One interesting point is that in our study, the effects of HFNC+PP were compared with those of NIV for the first time, and HFNC+PP showed similar or less effects in oxygenation improvement than NIV. When a high level of positive pressure was applied by NIV in ARDS patients with spontaneous breathing, high driving pressure plus the high level of airway positive pressure delivered by NIV may lead to a greater possibility of VILI and poor outcome [13, 19]. HFNC provides a lower level of positive pressure than NIV and thus may be better in avoiding VILI in non-intubated ARDS patients with spontaneous breathing and a high TPP. Conversely, in our study, PaO2/FiO2 was higher with NIV than HFNC+PP in the success group. Our results suggest that for the patient with good cooperation with NIV, NIV results in a higher PaO2/FiO2 than HFNC+PP and may be the first choice for improving oxygenation. In patients who cannot tolerate NIV, HFNC+PP may be an effective alternative.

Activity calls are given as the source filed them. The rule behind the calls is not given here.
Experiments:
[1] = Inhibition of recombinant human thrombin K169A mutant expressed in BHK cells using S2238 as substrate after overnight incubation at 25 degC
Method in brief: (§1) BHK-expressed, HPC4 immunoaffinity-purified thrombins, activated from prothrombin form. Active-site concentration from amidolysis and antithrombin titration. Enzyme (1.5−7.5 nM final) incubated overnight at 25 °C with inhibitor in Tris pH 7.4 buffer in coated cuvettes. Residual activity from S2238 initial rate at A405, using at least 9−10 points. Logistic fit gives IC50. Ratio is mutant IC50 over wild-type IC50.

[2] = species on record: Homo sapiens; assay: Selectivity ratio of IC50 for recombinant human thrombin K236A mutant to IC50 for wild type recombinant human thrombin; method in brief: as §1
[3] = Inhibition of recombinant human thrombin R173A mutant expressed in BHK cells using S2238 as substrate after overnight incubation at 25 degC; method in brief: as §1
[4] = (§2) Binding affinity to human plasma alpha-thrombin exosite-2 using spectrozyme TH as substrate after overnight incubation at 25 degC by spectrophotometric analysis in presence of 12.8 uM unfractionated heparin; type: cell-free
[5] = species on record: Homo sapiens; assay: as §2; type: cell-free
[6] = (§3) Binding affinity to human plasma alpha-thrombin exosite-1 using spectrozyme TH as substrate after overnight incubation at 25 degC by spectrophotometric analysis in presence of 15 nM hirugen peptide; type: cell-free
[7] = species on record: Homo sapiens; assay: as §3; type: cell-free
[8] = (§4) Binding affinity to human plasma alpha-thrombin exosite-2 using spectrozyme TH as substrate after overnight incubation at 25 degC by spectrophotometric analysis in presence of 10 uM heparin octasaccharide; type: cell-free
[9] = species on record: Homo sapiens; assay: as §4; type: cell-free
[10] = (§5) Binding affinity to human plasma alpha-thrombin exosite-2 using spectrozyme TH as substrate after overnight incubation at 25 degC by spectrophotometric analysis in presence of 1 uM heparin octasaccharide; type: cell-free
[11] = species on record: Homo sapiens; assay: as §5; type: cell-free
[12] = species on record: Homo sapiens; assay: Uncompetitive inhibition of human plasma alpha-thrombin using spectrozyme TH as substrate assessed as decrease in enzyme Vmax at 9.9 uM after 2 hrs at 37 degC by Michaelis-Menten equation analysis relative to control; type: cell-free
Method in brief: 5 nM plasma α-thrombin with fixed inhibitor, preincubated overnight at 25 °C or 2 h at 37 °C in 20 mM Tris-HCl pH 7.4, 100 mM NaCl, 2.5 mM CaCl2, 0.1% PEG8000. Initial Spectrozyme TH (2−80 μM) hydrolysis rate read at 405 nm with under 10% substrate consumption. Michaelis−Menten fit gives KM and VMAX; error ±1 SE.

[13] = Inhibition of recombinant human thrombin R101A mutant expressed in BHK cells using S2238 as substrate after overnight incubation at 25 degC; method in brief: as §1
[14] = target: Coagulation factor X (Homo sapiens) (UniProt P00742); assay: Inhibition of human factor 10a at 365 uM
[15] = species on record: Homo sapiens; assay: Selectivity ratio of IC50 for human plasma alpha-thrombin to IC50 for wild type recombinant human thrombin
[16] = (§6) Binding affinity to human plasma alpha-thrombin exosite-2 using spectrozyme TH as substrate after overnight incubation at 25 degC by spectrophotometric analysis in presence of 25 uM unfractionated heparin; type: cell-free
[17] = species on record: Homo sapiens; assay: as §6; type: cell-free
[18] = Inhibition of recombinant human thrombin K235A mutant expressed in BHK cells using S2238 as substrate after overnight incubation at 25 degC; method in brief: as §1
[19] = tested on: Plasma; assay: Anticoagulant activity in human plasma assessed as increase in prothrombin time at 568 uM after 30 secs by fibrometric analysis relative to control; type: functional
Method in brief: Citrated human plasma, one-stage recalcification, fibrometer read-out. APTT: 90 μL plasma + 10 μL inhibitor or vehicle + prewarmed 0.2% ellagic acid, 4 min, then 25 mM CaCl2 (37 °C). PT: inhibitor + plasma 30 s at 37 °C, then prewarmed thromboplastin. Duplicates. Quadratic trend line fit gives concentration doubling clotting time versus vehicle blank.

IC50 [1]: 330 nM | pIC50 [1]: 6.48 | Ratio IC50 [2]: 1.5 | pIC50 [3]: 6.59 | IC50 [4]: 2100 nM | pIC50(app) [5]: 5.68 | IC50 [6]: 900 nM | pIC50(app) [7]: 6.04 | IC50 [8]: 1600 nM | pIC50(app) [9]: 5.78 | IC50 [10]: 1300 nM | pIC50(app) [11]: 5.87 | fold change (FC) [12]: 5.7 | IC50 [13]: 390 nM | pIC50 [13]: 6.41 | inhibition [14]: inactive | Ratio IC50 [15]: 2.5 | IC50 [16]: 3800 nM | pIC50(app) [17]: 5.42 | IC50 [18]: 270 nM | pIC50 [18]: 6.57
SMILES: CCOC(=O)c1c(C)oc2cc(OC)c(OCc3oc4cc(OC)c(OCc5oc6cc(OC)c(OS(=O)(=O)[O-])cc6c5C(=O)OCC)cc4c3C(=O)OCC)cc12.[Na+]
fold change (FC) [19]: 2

When PP was performed in intubated ARDS patients, high dose of sedation or even neuromuscular blockers may be needed [4, 6]. However, in the present study, our patients generally showed good tolerance for PP while awake and receiving HFNC or NIV. The average duration of one course of PP was 2 h. In our study, ARDS was mainly caused by infectious pneumonia, and airway drainage of secretions may be important for treatment. Prone positioning in awake patients promotes better drainage of the airway and, especially when combined with HFNC, may be one reason for successful avoidance of intubation in our study.